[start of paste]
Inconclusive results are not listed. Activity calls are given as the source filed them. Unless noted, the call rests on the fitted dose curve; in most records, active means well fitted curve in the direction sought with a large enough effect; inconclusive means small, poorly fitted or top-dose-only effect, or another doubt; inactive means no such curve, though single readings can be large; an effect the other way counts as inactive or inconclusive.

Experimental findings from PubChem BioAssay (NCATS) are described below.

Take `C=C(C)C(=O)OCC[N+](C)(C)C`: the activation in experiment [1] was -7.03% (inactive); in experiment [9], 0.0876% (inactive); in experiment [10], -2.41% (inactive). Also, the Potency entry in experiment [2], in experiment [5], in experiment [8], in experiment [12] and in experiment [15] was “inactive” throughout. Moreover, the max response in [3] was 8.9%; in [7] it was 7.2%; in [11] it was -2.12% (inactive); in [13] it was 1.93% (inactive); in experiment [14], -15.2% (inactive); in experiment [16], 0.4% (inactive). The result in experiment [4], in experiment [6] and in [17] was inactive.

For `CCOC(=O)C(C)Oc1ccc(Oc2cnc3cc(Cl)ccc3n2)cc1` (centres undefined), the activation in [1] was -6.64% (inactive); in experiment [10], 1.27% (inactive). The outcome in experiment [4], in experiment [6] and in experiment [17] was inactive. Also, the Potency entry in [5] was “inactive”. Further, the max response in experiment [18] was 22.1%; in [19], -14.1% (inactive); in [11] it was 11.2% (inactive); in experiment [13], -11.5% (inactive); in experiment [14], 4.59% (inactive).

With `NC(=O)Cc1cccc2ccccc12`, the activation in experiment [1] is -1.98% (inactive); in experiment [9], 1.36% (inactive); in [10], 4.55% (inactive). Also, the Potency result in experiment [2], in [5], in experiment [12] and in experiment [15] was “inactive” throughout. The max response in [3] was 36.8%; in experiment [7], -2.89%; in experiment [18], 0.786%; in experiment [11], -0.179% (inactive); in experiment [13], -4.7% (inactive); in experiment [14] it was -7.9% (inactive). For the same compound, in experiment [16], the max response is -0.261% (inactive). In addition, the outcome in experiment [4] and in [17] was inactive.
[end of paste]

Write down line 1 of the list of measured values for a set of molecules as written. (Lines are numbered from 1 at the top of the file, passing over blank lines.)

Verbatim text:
Inconclusive results are not listed. Activity calls are given as the source filed them. Unless noted, the call rests on the fitted dose curve; in most records, active means well fitted curve in the direction sought with a large enough effect; inconclusive means small, poorly fitted or top-dose-only effect, or another doubt; inactive means no such curve, though single readings can be large; an effect the other way counts as inactive or inconclusive.